Maybe you already eat a pretty solid diet and try to include a variety of nutrient-rich foods in your meals every day. Wondering if you could still be at risk for having low levels of some of the best vitamins for men? The risk factors mentioned above make nutrient deficiencies more common in men, which means it’s wise to take supplements if several apply to you. Research shows certain groups of men are also more prone to missing key vitamins, which makes them good candidates for supplementing with extra vitamins and minerals in order to meet all of their needs:
You rarely eat seafood or meat, eggs, dairy and poultry:
Vegetarians and vegans are more likely to be low in vitamin B12, iron, certain essential amino acids and omega-3s. If you avoid animal foods all together, it’s a smart idea to take a daily supplement, and if you don’t consume much fish or seafood regularly, chances are you can use extra omega-3s.
Iron deficiency is one of the most common deficiencies worldwide, and while many people think women are the ones normally affected by low iron and anemia, men can be too. Consider adding at least some animal proteins into your diet or pairing plant sources of non-heme iron (like seeds and beans) with vitamin C-rich foods to boost iron absorption. (14)
You have a history of intestinal problems that block absorption:
Even if your diet is packed with nutrients, it’s no good if your body can’t use them properly. A lack of certain digestive enzymes and stomach acids can interfere with how vitamins are normally absorbed. This problem is especially common among people with inflammatory bowel diseases or food allergies, older men who naturally experience impaired digestive functions due to aging, plus those with high levels of inflammation.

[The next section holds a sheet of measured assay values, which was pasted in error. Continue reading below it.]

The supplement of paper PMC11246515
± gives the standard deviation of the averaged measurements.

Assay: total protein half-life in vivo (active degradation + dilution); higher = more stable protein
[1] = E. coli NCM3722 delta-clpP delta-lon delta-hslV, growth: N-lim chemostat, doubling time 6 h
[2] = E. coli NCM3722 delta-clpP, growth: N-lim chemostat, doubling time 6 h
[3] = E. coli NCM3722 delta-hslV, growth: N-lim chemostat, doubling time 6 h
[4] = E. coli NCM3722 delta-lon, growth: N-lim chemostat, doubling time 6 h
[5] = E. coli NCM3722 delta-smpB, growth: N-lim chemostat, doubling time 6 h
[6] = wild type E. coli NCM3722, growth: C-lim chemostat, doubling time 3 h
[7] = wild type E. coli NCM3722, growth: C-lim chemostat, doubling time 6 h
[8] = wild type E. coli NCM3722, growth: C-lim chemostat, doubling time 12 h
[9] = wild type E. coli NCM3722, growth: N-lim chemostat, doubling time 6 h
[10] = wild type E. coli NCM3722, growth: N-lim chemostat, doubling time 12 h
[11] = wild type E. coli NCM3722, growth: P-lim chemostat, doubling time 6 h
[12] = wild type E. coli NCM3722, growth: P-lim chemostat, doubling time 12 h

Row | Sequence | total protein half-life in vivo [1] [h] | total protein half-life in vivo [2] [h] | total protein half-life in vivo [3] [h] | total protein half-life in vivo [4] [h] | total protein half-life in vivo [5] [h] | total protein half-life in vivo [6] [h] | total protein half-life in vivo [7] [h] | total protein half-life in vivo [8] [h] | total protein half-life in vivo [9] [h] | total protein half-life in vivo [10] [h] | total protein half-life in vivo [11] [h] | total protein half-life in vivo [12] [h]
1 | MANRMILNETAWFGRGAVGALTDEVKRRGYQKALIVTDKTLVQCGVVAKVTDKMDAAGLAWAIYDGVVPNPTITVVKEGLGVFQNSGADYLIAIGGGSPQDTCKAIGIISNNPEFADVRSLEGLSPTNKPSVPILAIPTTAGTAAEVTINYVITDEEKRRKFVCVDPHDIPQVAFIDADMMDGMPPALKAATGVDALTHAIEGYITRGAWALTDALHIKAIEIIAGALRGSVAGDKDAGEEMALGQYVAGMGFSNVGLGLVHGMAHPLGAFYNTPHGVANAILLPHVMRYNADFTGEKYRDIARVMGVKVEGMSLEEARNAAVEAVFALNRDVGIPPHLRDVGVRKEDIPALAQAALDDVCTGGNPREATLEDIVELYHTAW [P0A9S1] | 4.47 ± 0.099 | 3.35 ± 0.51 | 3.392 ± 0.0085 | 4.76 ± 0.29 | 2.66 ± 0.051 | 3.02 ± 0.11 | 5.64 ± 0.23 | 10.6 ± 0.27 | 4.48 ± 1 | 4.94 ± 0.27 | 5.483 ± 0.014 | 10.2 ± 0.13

You’re taking medication
Common medications can decrease your levels of key vitamins and minerals, and studies show that nearly 50 percent of all American adults regularly take at least one prescription drug (20 percent take three or more). (15) Antibiotics, for exampl,e commonly block absorption of important minerals, such as calcium, magnesium, iron and zinc, by binding to them in the GI tract.
Antacids, cholesterol-lowering medicines, drugs used to control high blood and those for diabetes also alter the natural pH environment of the upper GI tract, messing with the way we metabolize many vitamins and minerals. Have your levels tested at least once yearly, and consider taking a daily food-based multivitamin to play it safe.